# Series Circuits

## Voltage and current in series circuits

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In series circuits the sum of voltages is equal to the applied voltage and can be expressed as

V = V_{1}+ V_{2}+ ... + V_{n}(1)

where

V = applied voltage from the battery or source (volts, V)

V_{1..n}= voltage each resistor (volts, V)

From Ohms Law

V_{n}= I_{n}R_{n }(2)

where

I_{n}= current (amps, A)

R_{n}= resistance (ohms, Ω)

Since the currents in a series circuit are equal

I_{1}= I_{2}= .. = I_{n}(3)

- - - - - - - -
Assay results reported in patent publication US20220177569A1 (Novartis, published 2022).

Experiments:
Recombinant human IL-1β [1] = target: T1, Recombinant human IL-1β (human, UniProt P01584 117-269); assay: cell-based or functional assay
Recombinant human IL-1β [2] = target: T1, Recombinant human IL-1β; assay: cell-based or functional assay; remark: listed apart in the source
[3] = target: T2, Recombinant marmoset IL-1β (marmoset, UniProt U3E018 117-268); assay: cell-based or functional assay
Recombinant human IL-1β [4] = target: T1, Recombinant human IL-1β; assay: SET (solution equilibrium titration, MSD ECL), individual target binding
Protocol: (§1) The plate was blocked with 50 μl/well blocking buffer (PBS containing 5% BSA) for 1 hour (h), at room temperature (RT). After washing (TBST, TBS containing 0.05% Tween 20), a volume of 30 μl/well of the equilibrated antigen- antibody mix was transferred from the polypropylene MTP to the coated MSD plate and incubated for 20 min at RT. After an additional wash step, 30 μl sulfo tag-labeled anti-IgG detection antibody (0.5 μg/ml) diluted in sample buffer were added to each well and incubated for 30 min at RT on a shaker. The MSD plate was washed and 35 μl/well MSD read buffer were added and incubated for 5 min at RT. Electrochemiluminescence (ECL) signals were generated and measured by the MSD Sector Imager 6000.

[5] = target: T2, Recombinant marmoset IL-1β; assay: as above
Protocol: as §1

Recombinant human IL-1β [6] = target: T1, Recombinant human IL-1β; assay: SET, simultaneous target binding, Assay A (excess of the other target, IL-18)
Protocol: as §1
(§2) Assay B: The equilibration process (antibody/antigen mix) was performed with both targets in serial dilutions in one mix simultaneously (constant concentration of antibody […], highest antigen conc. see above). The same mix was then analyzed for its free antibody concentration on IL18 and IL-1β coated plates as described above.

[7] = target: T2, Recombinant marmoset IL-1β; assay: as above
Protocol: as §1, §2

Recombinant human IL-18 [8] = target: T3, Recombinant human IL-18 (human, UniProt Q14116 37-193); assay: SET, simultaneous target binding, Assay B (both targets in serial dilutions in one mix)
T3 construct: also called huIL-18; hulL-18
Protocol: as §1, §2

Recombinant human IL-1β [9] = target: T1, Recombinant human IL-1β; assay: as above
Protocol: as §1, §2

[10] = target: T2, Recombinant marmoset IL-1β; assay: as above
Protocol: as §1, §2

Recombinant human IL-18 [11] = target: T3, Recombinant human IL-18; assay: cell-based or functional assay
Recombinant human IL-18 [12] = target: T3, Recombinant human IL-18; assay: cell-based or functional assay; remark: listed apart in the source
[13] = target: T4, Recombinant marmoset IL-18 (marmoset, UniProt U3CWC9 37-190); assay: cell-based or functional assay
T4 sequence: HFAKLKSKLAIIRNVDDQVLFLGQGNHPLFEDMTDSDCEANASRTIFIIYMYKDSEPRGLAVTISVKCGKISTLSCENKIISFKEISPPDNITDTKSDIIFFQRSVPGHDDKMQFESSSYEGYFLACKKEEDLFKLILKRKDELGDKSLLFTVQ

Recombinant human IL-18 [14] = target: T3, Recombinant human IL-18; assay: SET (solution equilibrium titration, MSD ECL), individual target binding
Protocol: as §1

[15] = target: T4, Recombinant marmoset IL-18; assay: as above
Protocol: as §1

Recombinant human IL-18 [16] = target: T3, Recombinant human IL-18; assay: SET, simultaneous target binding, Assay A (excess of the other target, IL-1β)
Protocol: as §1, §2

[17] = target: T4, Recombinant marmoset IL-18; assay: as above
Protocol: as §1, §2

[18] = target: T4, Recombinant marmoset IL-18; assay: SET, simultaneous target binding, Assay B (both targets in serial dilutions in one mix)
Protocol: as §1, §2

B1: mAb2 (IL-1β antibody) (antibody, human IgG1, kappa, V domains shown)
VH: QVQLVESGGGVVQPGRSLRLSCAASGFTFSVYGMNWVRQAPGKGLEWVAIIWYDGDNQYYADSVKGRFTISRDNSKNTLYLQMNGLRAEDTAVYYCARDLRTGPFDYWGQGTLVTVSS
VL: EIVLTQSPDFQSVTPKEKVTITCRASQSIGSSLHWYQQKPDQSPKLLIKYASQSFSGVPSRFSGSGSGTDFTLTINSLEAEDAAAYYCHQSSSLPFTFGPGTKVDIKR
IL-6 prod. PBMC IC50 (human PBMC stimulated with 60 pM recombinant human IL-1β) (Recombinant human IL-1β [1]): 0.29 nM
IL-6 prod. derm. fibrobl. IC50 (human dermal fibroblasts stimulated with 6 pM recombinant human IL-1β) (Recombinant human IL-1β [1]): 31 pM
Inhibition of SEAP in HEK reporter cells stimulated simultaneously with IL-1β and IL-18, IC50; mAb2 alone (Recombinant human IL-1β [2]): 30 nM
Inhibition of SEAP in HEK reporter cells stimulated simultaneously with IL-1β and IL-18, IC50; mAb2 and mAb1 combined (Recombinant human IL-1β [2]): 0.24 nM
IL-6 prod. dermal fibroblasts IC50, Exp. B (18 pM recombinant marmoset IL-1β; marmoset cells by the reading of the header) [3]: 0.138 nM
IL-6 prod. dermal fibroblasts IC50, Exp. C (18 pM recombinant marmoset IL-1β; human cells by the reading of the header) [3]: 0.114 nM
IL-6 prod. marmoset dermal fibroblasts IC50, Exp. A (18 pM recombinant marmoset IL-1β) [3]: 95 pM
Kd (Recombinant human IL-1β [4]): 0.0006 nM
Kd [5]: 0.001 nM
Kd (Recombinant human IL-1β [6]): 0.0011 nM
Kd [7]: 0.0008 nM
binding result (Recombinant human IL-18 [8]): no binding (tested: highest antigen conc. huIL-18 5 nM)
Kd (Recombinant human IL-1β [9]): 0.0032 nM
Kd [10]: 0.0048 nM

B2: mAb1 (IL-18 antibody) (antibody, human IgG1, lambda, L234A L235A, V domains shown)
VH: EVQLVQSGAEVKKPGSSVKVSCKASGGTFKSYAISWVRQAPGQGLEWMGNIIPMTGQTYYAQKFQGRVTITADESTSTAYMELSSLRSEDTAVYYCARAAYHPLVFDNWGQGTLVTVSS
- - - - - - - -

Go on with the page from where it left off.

- equation (1) can be modified to

R = R_{1}+ R_{2}+ .. + R_{n}(4)

where

R = total circuit resistance in the circuit (ohms, Ω)

### Example - Series Circuit

To a *12 V* car battery three resistors *1.25 Ω, 0.5 Ω *and *1.5 Ω* are connceted in series. The total resistance in the circuit can be calculated as

R = (1.0 Ω) + (0.5 Ω)+ (1.5 Ω)

= 3 Ω

The current in the series circuit can be calculated as

I = V / R

= 12 / 3

= 4 amps

The power dissipated in the circuit can be calculated

*P = R I ^{2 }*

* = (3 Ω) (4 amps) ^{2}*

* = 48 watts*

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